GR: By the end of GTA IV, did you feel like you had a good idea of where the downloadable content might go, story-wise?
RS: I think... there is, you know, Niko, he hasn’t ascended to any unassailable position by the end of the game, so I think there’s a lot of opportunity for extended content, whether it’s detail within the world or it’s as pieces that plug on at the end. Because many of his situations and issues are still as relevant come the end of the game as they are at the beginning. So that exploration could go on indefinitely, for sure.
GR: What's the story progression like? The way Rockstar's been describing it, you don’t get missions in the traditional sense - you meet new friends, and they eventually give you jobs. Does that give the story a more organic feel, like it could have gone in kind of any direction at any time? Or does it still feel like there’s a linear progression, like you meet Person A, they give you a job and that leads you to meet Person B?
RS: Yeah, you never really know where those missions are going to take. And actually, it was pretty interesting to see who it was that would progress [the storyline], because you might have three, four, five people who you could call on your cell phone for missions, and not be entirely sure if that was just something you were going to do for fun, or for money, or because they were a nice guy and you liked them when you chatted - or if it was part of the critical path to the end.
So it really was kind of varied in the way that you approached that. If you choose when you start the game to say, "I just want to blaze through this critical path," it won’t be obvious who takes you there. So you’ll have to try a lot of new things, and you will get people coming in that make you go, “OK, well, I like what you’re saying to me, I think you can help me, I’ll go down this path.” But it won’t necessarily be part of the critical path.
GR: Was there anything you missed from previous GTA games in this one, like swimming underwater or planes?
RS: I didn’t really miss planes. There are helicopters, so you do get aerial. And I think it’s really important as well, because... seeing the city look like it does from altitude like that is pretty awesome. It's just fun to fly around, and you can take a helicopter tour. You can actually go down to a helipad and just choose a tour, and they’ll fly you around, and you know it’s cool because there are landmarks to see, and sights to see. And there are helipads on top of a lot of buildings, so you can just sort of fly over and land on something and, you know, look out from there, because there are some elements of gameplay that make going up on the roofs worthwhile.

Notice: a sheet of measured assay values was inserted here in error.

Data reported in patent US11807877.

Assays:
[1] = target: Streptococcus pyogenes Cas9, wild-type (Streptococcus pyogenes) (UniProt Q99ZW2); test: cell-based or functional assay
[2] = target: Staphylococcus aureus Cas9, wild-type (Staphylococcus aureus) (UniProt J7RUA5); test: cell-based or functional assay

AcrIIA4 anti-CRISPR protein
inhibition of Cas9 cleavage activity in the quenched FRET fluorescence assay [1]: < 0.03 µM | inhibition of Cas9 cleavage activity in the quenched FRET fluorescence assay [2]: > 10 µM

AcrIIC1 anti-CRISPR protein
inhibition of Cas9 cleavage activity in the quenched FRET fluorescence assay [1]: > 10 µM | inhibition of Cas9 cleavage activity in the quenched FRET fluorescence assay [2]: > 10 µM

GR: Going back to the story, Rockstar has hinted that you’ll have some control over the choices Niko makes. Was there ever a time when you felt like you were making a decision that was actually influencing the direction of the story?
RS: Several. Some really critical ones. Without giving anything away, you do make a conscious A or B choice, and that... can be something that you’re not entirely sure what the outcome is going to be. It’s not instantly apparent, because of the vagaries of who you’re dealing with and what their reactions will be. But yeah, you’ll definitely feel like you’re making choices that have an impact on the way the story goes.
GR: So those decisions, do they leave you wanting to go back and load a save file, just to see what happens when you choose the other way?
RS: That’s what I’ve been doing, to sort of see what happens when you do it this way. Fortunately, [Official Xbox Magazine Managing Editor] Corey [Cohen] played as well, so we actually tried to coordinate. And he did it one way and I did it another, and so we actually found out what a couple of the decisions were.
GR: And did it dramatically alter the course of the story?
RS: No, it doesn’t dramatically alter the course. It does alter, or it can alter, some of the things that you do, get and see. So, Corey had- because of a decision he made -something that I didn’t. And couldn’t get. Never got. Not a path that was suddenly closed off, but just sort of how that... opens up options. It was just cool to know that difference was there. But there are a few places where in making those decisions, you’ll have to sit and think for a moment before doing whatever it is that you choose to do.